experimental SQLite database for MusicBrainz
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This is a probably-doomed experiment intending to import the entire MusicBrainz dataset into an SQLite database. The primary reason is to read the database quickly and conveniently. (Note that I have no illusions of being able to efficiently support writes.) Currently, if you want a local copy of the MusicBrainz database, you need a PostgreSQL server and a bunch of complicated Perl and Java software. The goal here is that, by using SQLite, a local MB database will be much easier to set up. In fact, mblite only needs Python and SQLite, which are ubiquitous on modern OSes.

If all goes well, then this infrastructure could even be used to quickly and easily set up read-only MusicBrainz mirrors. While its scalability is questionable, SQLite can be much less resource-intensive than "production" databases like PostreSQL, which are designed to support frequent, concurrent writes.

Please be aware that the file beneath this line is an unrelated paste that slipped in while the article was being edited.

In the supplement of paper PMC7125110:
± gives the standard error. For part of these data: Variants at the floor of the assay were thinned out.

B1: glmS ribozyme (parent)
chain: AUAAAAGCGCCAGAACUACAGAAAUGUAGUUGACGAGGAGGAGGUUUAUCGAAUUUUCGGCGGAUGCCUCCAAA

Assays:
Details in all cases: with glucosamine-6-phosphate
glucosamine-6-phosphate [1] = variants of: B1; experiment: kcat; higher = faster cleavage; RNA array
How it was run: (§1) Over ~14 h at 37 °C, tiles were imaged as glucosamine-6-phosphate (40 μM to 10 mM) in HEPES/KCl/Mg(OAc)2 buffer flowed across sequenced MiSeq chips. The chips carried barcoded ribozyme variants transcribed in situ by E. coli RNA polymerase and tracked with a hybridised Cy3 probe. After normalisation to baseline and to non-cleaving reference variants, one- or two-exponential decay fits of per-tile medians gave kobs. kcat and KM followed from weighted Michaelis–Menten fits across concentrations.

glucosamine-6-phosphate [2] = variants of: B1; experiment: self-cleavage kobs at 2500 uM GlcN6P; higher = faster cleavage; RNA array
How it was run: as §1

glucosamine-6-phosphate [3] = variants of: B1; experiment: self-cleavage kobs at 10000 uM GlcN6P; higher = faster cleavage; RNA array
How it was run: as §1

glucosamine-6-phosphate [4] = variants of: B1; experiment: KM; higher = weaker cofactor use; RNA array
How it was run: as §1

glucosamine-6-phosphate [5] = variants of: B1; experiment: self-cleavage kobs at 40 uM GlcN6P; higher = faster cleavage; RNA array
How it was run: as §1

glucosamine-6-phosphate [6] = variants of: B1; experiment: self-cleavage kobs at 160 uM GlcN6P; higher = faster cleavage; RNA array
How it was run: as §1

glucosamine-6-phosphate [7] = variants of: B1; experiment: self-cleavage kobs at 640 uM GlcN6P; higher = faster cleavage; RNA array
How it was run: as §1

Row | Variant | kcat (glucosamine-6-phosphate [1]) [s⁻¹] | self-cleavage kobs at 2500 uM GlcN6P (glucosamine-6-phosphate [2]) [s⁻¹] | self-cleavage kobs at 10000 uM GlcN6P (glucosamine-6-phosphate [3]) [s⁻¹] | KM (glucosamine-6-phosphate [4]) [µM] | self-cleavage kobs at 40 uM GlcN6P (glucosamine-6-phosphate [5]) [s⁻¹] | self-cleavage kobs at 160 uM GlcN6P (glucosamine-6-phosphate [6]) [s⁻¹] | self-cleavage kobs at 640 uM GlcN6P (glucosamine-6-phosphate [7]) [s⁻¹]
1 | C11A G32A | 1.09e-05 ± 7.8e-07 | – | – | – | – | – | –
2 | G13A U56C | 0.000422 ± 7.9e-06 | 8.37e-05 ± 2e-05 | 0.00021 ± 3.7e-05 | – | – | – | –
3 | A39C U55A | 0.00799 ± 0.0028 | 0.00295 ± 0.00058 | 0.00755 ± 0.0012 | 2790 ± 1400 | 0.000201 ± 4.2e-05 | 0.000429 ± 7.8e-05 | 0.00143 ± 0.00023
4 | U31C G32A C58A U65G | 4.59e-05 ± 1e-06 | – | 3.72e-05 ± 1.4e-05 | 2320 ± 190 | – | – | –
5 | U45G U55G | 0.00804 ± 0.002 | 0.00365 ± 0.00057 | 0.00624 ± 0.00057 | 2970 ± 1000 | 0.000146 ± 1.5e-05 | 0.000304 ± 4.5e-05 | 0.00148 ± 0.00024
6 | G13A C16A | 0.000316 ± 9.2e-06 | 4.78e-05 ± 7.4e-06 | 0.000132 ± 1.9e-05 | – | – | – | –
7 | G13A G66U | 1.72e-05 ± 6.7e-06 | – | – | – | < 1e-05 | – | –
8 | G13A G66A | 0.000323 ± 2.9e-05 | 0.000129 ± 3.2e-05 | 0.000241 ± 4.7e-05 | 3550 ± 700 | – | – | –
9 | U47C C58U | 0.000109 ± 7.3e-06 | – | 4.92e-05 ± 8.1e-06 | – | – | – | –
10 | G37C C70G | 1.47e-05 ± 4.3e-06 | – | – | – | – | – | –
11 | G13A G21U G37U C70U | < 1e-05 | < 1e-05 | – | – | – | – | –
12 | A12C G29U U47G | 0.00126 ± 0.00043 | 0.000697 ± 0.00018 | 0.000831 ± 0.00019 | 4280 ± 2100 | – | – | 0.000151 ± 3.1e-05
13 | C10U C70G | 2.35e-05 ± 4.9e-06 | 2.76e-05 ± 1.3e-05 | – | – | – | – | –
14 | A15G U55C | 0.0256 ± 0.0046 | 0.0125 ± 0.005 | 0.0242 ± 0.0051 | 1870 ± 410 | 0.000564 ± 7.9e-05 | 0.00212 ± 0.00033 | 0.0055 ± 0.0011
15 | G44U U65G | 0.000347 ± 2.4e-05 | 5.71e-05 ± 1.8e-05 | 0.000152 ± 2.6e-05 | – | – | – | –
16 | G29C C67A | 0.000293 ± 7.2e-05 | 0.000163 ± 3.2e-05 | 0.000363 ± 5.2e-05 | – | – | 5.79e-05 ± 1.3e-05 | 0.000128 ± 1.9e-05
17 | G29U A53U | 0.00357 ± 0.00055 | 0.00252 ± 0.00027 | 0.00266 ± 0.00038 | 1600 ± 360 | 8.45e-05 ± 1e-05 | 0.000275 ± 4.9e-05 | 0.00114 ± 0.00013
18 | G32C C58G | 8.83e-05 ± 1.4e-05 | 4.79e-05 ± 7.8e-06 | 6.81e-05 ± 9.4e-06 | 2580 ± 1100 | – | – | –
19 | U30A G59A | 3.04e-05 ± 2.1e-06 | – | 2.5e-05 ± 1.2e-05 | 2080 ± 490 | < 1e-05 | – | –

Creating a Database

To create an SQLite MusicBrainz database, run these commands:

$ ./mblite.py --fetch-sql
$ ./mblite.py --fetch-data
$ ./mblite.py --init
$ ./mblite.py --import ./mbdump
$ ./mblite.py --index

Supply the path to the PostgreSQL data dump directory as the argument to the second command. There's also a create.sh script that automates this process.

After a good long while, this will create a database called mblite.db containing a full copy of the MusicBrainz snapshot. When I ran this most recently on my aging Core 2 Duo, the import took about 30 minutes and created a 3 GB database. Indexing the DB took another 7 hours (!) and grew the database to about 5.6 GB.

The Future

Things to do next:

  • Explore using SQLite's full-text indexing to support Lucene-like queries.
  • Use replication packets to update the database.
  • Implement a library for querying the database.
  • Implement a clone of the MusicBrainz XML Web service that uses the SQLite database as a backend?


Adrian Sampson is responsible for this abomination. The code is made available under the GPL.